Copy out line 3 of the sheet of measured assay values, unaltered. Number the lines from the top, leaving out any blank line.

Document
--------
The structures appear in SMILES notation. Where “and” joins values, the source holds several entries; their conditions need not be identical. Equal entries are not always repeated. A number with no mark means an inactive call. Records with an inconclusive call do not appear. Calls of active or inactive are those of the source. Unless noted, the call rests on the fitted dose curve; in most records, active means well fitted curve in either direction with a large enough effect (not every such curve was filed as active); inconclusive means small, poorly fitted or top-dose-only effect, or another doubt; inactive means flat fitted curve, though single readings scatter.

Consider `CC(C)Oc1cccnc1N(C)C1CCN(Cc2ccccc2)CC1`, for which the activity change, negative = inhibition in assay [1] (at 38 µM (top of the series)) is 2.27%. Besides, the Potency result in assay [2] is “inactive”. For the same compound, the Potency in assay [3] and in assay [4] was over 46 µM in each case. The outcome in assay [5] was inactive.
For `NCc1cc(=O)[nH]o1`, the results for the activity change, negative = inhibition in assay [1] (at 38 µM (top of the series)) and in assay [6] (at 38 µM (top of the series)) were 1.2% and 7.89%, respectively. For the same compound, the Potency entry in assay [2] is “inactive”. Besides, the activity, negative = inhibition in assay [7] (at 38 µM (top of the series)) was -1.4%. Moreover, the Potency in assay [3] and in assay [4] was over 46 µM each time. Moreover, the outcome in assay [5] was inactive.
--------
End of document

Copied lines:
For `NCc1cc(=O)[nH]o1`, the results for the activity change, negative = inhibition in assay [1] (at 38 µM (top of the series)) and in assay [6] (at 38 µM (top of the series)) were 1.2% and 7.89%, respectively. For the same compound, the Potency entry in assay [2] is “inactive”. Besides, the activity, negative = inhibition in assay [7] (at 38 µM (top of the series)) was -1.4%. Moreover, the Potency in assay [3] and in assay [4] was over 46 µM each time. Moreover, the outcome in assay [5] was inactive.